With the many mounting rejections that ensure his search for happiness as futile, his search for love becomes overwhelmingly turbulent and his desperation takes over. Wanting desperately to connect to another, he is the definition of an emotionally bottled up individual who is completely closed off and unable to truly open up to anyone. Denham has been quoted as calling this character a photographer who cannot see, a man who has worn this mask of normalcy for so long that he no longer sees it as a mask.

Opening in theaters on March 2nd is the new film from director Paul Weitz (American Pie, About a Boy, Little Fockers) called Being Flynn, which is based on the popular book "Another Bullshit Night in Suck City" by author Nick Flynn. The film stars two-time Oscar winner and living legend Robert De Niro (Raging Bull, Goodfellas, Casino) as Jonathan, a homeless man who re-connects with his estranged son after becoming a resident at the shelter where he now works. In addition to De Niro, the excellent cast includes four-time Oscar nominee Julianne Moore (Boogie Nights, The Big Lebowski, The Kids Are All Right), Paul Dano (Little Miss Sunshine, There Will Be Blood, Cowboys & Aliens), Olivia Thirlby (Juno, Solitary Man, No Strings Attached), and Lili Taylor (Short Cuts, I Shot Andy Warhol, Public Enemies). 

IAR's very own Dana Feldman recently had a chance to sit down and speak with the film's director Paul Weitz, as well as actors Paul Dano, and Olivia Thirlby about their work on Being Flynn. The director and his actors discussed the new film, Weitz's seven-year process to bring Flynn's popular memoir to the big screen, Dano's extensive research for his role, Thirlby's own volunteer work; her character's arc, and what it was like for all of them to work with the iconic Robert De Niro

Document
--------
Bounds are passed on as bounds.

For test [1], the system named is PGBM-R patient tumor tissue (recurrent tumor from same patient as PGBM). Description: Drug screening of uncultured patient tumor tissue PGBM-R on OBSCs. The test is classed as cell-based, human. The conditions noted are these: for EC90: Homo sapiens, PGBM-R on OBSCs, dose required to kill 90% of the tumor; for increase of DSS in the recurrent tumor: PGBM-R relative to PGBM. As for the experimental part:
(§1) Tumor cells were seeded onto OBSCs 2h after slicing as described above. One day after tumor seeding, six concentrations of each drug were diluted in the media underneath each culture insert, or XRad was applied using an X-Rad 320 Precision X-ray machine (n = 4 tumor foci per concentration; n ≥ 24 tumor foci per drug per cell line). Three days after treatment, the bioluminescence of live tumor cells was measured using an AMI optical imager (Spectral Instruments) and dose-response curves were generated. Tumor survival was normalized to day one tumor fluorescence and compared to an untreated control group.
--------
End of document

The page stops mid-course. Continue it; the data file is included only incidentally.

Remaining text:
If history repeats itself, as it inevitably tends to do, The 84th Academy Awards airing this Sunday, February 26th on ABC are sure to be a hit that will invariably leave us all with a belly ache from an exorbitant amount of laughter. What else would anyone expect when you take the team of Billy Crystal as returning host, and Carol Leifer as writer? There are simply certain combinations that just work, and this is definitely one of them.

Of Crystal’s decision to host again, Academy of Motion Picture Arts and Sciences President Tom Sherak has recently been quoted as saying, "I'm thrilled to welcome Billy back to the Oscar stage," adding, "He's a comic legend and an Oscar icon, and it feels good to have him back where he belongs."

Crystal's thoughts on the subject, "Some of the best moments of my career have happened on the Oscar stage. I am thrilled to be back there. Actually, I am doing this so that the young woman in my pharmacy will stop asking me my name when I pick up my prescriptions.”

The 2012 Academy Awards will serve as Leifer’s seventh time writing for the Oscars and her third time working with Crystal for the show. A little bit of Oscar trivia will show you just how special this union is, only Bob Hope has hosted more Academy Awards presentations with an impressive nineteen ceremonies between 1940 and 1978. It has been a while since we have seen Crystal at the helm as his last appearance as host was in 2004, and this year will serve as his ninth appearance as the evening’s master of ceremonies.